A pair of police officers stepped in to help a homeless man who had been down on his luck after a chance encounter in central Phoenix.
Back in November 2017, Billy Walston was standing under the I-17 overpass bridge on Central Avenue.
"I was highly addicted to meth," said Walston. "Standing with a sign, 13 years homeless."
He was roadside, begging for a buck when two Phoenix officers pulled up.
"[He] seemed down on his luck, disheveled," said Officer Chris Gallegos.
"I'm thinking I'm going to jail," said Walston, admitting that being in and out of jail was a common pattern in his life at the time.
At first, it sure seemed like the confrontation would end with handcuffs.
"I told him, 'you can't be here. It's state property. You're trespassing.' He gave a kind of smart aleck remark," said Officer Gallegos.
"I said, 'It figures. Where can I be at then, sir?" Walston said.
Officer Gallegos and his partner, Officer Benjamin Zamora, then made Walston a promise.
"I said if you're serious about getting help, I can help you," said Officer Gallegos.
The officers already had a suspect in their police vehicle and had to take that person to jail. But, they told Walston if he waited for them to return in 30 to 45 minutes they would help him -- and he said okay.
"I was tired of people burning me, tired of people messing with me, tired of people looking down on me," said Walston.
Walston became homeless following a series of events that happened several years ago.
It all started when Walston crashed a car while driving under the influence. He was badly hurt with the lower half of his right leg getting amputated. His brother was killed, and Walston went to prison and was abandoned by his mother and family.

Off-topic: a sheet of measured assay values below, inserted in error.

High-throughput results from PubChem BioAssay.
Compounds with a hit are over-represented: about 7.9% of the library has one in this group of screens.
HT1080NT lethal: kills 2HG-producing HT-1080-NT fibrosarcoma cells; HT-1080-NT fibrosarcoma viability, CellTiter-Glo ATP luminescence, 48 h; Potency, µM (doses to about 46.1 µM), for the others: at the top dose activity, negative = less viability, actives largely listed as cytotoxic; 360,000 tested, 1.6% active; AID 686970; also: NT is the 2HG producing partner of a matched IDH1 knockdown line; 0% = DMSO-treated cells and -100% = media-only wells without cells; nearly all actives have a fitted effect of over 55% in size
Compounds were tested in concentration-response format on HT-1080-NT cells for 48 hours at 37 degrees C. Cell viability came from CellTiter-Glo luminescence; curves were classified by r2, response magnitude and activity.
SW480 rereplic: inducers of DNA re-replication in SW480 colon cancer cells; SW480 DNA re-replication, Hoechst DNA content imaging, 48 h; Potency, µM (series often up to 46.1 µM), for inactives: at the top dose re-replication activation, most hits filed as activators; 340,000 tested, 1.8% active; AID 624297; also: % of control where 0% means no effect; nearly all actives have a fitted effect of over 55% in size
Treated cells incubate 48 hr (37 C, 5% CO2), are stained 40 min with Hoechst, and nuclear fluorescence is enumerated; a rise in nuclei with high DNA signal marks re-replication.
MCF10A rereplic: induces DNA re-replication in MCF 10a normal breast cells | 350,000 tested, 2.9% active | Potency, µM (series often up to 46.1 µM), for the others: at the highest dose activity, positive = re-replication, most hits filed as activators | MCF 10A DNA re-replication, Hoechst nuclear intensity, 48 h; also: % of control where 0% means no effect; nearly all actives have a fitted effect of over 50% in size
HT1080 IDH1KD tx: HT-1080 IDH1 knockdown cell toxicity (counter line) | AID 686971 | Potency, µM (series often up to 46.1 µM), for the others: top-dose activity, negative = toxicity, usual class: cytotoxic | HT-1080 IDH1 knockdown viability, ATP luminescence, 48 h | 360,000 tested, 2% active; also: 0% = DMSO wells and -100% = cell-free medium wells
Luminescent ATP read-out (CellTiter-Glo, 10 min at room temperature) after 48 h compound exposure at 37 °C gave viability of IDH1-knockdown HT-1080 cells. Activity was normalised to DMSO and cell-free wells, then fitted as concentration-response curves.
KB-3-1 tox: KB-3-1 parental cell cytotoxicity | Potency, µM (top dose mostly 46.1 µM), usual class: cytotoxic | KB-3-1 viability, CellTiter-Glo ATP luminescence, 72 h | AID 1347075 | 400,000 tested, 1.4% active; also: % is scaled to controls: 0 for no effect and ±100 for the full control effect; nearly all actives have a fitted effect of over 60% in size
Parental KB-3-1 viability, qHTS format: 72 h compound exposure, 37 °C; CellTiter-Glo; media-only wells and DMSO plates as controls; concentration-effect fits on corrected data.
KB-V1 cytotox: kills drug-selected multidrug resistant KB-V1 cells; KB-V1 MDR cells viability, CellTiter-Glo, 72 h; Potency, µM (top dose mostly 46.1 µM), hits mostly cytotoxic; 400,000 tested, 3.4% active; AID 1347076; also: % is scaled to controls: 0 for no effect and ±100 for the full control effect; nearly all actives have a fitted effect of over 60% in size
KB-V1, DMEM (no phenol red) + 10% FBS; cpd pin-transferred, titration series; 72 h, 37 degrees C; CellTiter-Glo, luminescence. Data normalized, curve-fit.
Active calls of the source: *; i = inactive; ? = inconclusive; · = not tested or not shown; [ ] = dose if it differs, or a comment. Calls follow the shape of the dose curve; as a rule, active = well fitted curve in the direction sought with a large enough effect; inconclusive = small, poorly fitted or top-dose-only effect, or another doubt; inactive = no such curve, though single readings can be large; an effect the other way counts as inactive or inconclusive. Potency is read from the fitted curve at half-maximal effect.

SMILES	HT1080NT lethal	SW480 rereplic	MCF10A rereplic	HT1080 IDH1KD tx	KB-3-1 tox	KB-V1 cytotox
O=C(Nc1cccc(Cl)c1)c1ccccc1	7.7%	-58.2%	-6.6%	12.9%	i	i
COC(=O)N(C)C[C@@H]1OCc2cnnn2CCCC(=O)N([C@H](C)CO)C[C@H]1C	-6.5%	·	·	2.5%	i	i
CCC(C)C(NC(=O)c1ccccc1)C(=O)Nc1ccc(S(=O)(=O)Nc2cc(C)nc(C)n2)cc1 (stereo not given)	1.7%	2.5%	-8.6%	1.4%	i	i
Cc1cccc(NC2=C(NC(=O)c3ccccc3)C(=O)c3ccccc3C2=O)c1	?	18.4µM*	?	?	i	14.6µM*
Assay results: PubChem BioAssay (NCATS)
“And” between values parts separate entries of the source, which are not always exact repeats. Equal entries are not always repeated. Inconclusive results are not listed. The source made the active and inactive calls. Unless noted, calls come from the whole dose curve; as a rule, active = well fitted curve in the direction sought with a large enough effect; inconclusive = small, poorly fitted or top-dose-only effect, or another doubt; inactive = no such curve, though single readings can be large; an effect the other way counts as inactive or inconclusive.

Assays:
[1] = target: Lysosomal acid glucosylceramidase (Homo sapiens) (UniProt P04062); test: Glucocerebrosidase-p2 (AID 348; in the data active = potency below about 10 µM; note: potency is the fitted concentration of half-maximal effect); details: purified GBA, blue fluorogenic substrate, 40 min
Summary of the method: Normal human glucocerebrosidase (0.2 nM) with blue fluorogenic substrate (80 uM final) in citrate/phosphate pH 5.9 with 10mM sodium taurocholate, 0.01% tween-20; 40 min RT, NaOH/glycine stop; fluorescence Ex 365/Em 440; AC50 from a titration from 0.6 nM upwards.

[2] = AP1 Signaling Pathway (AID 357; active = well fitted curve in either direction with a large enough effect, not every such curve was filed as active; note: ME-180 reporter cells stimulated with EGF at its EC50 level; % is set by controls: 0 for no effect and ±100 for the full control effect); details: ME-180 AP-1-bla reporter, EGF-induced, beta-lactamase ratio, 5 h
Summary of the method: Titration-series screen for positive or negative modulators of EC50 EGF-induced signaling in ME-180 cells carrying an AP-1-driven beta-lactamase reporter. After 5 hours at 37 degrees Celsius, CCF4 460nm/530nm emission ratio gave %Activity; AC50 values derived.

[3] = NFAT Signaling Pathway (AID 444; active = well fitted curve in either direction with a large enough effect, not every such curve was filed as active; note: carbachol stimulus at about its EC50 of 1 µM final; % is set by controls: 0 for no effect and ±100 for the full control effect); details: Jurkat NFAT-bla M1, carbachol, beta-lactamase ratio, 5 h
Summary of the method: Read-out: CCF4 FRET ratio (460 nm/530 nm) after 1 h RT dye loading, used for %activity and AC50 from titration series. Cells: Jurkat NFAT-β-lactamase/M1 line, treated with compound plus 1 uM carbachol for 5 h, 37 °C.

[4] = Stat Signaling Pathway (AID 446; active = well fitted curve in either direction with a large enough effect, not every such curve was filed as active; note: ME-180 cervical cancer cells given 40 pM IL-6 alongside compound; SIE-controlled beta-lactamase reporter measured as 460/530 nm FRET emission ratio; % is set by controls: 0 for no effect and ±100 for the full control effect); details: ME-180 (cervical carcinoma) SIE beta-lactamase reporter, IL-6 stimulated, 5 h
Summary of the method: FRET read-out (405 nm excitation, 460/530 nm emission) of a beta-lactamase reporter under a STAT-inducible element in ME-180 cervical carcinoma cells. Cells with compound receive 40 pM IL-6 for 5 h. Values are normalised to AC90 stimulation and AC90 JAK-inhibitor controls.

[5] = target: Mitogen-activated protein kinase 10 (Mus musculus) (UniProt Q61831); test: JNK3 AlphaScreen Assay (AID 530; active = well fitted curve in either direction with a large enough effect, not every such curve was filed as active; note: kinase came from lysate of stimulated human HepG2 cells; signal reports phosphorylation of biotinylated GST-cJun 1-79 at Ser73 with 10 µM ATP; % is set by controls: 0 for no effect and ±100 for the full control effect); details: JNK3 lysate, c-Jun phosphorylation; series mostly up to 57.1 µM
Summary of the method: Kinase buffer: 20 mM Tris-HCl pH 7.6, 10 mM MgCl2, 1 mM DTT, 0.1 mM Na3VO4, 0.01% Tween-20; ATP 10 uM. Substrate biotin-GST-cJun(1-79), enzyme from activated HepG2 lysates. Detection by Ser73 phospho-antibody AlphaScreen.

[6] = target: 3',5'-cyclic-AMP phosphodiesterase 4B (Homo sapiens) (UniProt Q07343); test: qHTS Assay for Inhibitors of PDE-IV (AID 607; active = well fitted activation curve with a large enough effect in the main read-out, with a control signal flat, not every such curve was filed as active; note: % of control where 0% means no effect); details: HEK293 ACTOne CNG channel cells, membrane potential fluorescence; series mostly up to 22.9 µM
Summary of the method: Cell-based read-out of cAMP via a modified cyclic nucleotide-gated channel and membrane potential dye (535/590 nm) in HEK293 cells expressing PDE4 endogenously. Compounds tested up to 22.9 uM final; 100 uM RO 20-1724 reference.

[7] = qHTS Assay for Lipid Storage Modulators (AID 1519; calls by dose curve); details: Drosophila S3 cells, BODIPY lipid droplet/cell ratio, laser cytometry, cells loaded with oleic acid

Walston said he attempted suicide, then drugs, and ultimately landed on the streets of Phoenix.
So on the day Walston met officers Gallegos and Zamora, he was finally ready to get help, so he waited.
"I was very surprised he was still there waiting for us because I've been doing this nearly ten years and very few times do people follow through when we offer help," said Officer Zamora.
Through a program called Phoenix Cares and the Phoenix Rescue Mission, they got Walston a place to stay.
Most programs won't accept new residents with a record of a violent crime like the involuntary manslaughter charge Walston received after his crash. But the officers said they saw something in Walston that told them he was ready for help and they put their own reputations on the line to call in a favor.
"We went to bat for him, called one of the social workers to get him into Rescue Mission," said Officer Zamora.
Now, Walston is seven months clean and working towards getting a place of his own and a job. His self-worth is soaring and for the first time in years, he has hope because two cops decided not to arrest him.
"I don't have anything to give them other than my thank you and I don't feel like that's enough," said Walston.
"To me, helping Billy is a huge success," said Officer Zamora.
Phoenix Cares isn't just available through police officers. Anybody who needs help can check out their programs by going to their website.